ALLERGY, RESPIRATORY
Combating Myths About Seasonal Allergies
Know Your Asthma Triggers
Traffic, Dust Linked to Asthma in Kids
ALTERNATIVE MEDICINE
Fish Oil's Benefits Remain Elusive
Soybean Chemicals May Reduce Effects of Menopause
When Healing Becomes a Commodity
ANIMAL CARE
Beware of Dog Bites
Separation Anxiety, Canine-Style
Animals Respond to Acupuncture's Healing Touch
BONES & JOINTS
Bone Density Predicts Chances of Breast Cancer
Hip Replacement Boosts Mobility at Any Age
Low Vitamin D Raises Women's Hip Fracture Risk
CANCER
Wristbands May Lessen Nausea After Radiation
Scams and Shams That Prey on Cancer Patients
Occaisonal Dieting May Cut Breast Cancer, Study Says
CAREGIVING
3 Steps Might Help Stop MRSA's Spread
Early Exercise Boosts Outcomes for ICU Patients
With Alzheimer's, Health-Care Costs Could Triple
CIRCULATORY SYSTEM
Anemia Rates Down for U.S. Women and Children
Secondhand Smoke Quickly Affects Blood Vessels
An Apple a Day May Help Keep Heart Disease Away
COSMETIC
Contact Lenses Boost Kids' Self-Image
New Genetic Links to Baldness Discovered
Wrinkle Fillers Need Better Label Warnings: FDA Panel
DENTAL, ORAL
Rheumatoid Arthritis May Harm Gums
Sports Drinks May Be Tough on Teeth
Holistic Dentistry-My View
DIABETES
Doctors Urged to Screen Diabetics for Sleep Apnea
Drug May Not Help Diabetes-Related Eye Damage
Coffee, Tea Might Stave Off Diabetes
DIET, NUTRITION
Herb Shows Potential for Rheumatoid Arthriti
Cinnamon Breaks Up Brain Plaques, May Hold Key to Fighting Alzheimer’s
Healthy Eating While On Vacation
DISABILITIES
Could Your Cell Phone Help Shield You From Alzheimer's?
Review Finds Marijuana May Help MS Patients
ENVIRONMENTAL HEALTH
Small Doses of Carbon Monoxide Might Help Stroke Victims
Restaurant Sushi May Have More Mercury Than Store-Bought Fare
Fish in U.S. Rivers Tainted With Common Medications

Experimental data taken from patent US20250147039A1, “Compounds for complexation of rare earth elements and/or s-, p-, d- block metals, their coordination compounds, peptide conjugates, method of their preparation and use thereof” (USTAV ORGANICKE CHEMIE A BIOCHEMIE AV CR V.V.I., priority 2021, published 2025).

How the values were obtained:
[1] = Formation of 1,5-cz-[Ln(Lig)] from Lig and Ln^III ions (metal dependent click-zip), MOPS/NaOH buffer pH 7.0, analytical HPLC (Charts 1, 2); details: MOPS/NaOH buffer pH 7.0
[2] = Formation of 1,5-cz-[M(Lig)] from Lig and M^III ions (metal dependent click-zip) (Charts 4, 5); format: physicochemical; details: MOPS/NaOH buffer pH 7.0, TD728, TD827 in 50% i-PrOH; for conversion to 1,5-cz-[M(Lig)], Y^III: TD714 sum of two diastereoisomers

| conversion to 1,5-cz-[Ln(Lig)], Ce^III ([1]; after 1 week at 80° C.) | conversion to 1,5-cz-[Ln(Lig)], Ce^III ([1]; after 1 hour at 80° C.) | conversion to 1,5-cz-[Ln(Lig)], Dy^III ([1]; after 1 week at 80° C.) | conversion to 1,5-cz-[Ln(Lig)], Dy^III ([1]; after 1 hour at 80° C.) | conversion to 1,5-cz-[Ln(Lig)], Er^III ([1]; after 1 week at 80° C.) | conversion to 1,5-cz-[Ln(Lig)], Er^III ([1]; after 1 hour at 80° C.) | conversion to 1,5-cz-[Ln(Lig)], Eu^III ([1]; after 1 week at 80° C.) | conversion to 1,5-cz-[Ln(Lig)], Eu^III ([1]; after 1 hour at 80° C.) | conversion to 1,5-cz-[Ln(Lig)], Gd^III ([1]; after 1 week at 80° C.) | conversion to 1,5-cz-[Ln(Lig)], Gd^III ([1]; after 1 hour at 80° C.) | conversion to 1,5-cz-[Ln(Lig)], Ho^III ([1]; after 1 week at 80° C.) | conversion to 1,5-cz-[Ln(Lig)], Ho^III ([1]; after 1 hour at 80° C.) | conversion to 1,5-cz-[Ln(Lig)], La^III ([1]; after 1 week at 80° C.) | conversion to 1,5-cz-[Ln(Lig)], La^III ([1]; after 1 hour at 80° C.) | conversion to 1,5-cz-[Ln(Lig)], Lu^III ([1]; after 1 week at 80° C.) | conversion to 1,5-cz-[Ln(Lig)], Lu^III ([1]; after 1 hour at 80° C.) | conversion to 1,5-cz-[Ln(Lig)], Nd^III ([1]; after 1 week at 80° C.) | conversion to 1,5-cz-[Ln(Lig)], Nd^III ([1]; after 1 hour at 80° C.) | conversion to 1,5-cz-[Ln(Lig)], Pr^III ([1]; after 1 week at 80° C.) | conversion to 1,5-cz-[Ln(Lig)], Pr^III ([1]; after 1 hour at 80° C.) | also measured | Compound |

EYE CARE, VISION
High Temps Degrade Contact Lens Solution: Study
Vision Test for Young Children Called Unreliable
Half of U.S. Adults Lack 20/20 Vision
FITNESS
Barefoot Best for Running?
FDA Mandates New Warnings for Botox
Fall Cleanup Is a Prime Time for Accidents
GASTROINTESTINAL PROBLEMS
Bowel Prep Harder on Women Than Men
Olive Oil May Protect Against Bowel Disease
Intestinal Bacteria Trigger Immune Response
GENERAL HEALTH
Man Dies of Brain Inflammation Caused by Deer Tick Virus
Vitamin E Helps Treat Common Liver Disease
Bacterial Infections May Succumb to Honey
HEAD & NECK
Zen May Thicken Brain, Thwart Pain
Many Children Will Outgrow Headaches
Ski Helmets Encouraged for All
HEALTH & TECHNOLOGY
E-Mailing Your Way to Healthier Habits
Magnet Therapy May Ease Hard-to-Treat Depression
Subway Defibrillators Save Lives
HEARING
Noise Hurts Men's Hearing More, Study Shows
Summer Sounds Can Lead to Hearing Loss
HEART & CARDIOVASCULAR
Chinese Red Yeast Rice May Prevent Heart Attack
Soy Protein Doesn't Lower Cholesterol
Low Vitamin D Levels Linked to Heart Disease
INFECTIOUS DISEASE
Dry Weather Boosts Odds of Flu Outbreaks
Swine Flu Closes Three Schools in NYC
Chinese 'Devil Dung' Plant Could Be a Swine Flu Fighter
INFERTILITY
Obesity May Affect Fertility in Young Womene
KID'S HEALTH
Gene Variation Found in Boys With Delinquent Peers
School Meals Need to Get Healthier